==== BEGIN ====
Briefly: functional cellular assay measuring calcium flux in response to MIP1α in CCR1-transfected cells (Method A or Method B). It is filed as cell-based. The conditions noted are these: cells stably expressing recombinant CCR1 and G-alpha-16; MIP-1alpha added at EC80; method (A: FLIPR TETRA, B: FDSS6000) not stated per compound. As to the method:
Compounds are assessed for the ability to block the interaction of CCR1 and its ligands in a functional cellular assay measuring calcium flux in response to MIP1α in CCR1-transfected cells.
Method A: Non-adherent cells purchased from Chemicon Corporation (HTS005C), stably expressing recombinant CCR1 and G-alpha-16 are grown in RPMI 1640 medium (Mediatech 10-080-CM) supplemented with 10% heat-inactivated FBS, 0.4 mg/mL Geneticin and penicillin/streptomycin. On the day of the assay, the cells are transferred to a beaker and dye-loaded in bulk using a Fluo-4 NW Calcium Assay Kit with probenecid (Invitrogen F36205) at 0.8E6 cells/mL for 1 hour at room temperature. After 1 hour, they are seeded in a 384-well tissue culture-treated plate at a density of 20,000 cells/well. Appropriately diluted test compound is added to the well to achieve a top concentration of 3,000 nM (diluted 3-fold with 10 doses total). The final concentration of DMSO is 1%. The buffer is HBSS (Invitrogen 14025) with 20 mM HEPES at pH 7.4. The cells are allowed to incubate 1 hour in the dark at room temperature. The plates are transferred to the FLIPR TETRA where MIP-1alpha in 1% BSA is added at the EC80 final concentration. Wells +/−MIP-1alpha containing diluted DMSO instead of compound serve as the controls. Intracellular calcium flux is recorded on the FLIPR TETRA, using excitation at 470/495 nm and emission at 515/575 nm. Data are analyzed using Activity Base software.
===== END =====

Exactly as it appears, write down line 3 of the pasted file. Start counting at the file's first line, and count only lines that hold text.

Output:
Method A: Non-adherent cells purchased from Chemicon Corporation (HTS005C), stably expressing recombinant CCR1 and G-alpha-16 are grown in RPMI 1640 medium (Mediatech 10-080-CM) supplemented with 10% heat-inactivated FBS, 0.4 mg/mL Geneticin and penicillin/streptomycin. On the day of the assay, the cells are transferred to a beaker and dye-loaded in bulk using a Fluo-4 NW Calcium Assay Kit with probenecid (Invitrogen F36205) at 0.8E6 cells/mL for 1 hour at room temperature. After 1 hour, they are seeded in a 384-well tissue culture-treated plate at a density of 20,000 cells/well. Appropriately diluted test compound is added to the well to achieve a top concentration of 3,000 nM (diluted 3-fold with 10 doses total). The final concentration of DMSO is 1%. The buffer is HBSS (Invitrogen 14025) with 20 mM HEPES at pH 7.4. The cells are allowed to incubate 1 hour in the dark at room temperature. The plates are transferred to the FLIPR TETRA where MIP-1alpha in 1% BSA is added at the EC80 final concentration. Wells +/−MIP-1alpha containing diluted DMSO instead of compound serve as the controls. Intracellular calcium flux is recorded on the FLIPR TETRA, using excitation at 470/495 nm and emission at 515/575 nm. Data are analyzed using Activity Base software.